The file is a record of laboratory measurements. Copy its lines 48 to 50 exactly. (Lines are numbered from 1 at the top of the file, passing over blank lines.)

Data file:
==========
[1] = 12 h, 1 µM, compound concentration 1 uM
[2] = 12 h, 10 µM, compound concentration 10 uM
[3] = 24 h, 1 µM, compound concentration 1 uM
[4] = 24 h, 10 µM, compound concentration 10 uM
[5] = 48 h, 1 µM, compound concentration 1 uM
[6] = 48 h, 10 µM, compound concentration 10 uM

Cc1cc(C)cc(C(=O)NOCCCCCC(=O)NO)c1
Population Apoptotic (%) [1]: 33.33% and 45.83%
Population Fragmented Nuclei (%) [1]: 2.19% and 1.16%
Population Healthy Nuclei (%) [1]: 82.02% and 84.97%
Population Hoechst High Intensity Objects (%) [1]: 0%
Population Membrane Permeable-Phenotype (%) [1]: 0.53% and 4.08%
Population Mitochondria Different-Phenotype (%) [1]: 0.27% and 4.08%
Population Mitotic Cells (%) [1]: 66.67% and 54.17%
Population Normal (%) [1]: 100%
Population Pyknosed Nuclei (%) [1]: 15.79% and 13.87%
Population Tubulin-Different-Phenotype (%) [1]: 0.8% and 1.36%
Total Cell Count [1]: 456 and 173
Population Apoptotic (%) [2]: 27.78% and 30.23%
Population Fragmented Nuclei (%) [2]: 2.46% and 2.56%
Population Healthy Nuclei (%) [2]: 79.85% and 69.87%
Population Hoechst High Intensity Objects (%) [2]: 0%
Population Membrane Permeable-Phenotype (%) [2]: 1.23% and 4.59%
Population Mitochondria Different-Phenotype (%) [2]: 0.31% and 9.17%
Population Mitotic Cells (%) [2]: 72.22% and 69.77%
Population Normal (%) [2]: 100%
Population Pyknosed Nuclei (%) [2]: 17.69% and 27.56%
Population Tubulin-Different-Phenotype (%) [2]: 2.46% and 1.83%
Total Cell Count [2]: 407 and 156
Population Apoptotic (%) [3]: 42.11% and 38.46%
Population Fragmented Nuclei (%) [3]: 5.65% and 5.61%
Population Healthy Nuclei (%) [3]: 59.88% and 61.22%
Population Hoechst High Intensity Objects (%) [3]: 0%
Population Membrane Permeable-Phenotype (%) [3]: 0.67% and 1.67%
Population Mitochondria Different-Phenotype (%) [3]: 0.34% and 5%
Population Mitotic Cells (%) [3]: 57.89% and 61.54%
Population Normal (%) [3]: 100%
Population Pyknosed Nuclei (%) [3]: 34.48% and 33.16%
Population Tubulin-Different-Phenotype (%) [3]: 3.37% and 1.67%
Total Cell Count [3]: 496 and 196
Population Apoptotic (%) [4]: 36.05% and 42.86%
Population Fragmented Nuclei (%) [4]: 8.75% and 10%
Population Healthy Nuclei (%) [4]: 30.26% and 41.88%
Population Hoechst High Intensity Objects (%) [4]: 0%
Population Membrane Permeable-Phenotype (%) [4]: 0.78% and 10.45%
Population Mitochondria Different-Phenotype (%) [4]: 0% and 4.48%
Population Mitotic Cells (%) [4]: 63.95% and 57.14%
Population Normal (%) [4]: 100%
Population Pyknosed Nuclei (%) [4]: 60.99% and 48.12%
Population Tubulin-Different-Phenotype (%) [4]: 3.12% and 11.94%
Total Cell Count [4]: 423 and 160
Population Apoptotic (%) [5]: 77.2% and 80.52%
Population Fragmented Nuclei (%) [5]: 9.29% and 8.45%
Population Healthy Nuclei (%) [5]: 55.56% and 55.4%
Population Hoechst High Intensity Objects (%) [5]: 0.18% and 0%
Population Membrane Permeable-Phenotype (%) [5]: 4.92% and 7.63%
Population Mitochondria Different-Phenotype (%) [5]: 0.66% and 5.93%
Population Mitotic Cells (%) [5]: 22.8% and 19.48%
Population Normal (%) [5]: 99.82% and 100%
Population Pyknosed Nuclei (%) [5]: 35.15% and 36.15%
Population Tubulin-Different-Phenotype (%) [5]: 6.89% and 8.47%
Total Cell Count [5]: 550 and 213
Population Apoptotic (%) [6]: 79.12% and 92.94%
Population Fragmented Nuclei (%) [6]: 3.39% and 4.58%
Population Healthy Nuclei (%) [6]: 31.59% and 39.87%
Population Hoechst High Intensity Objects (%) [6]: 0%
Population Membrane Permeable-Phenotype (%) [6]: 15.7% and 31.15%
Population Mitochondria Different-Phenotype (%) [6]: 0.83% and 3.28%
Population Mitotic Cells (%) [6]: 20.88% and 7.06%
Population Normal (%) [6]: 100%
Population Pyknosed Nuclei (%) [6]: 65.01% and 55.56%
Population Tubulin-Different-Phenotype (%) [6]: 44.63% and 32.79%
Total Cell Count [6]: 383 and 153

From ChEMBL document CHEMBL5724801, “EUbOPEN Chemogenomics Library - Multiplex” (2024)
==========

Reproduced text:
Population Normal (%) [4]: 100%
Population Pyknosed Nuclei (%) [4]: 60.99% and 48.12%
Population Tubulin-Different-Phenotype (%) [4]: 3.12% and 11.94%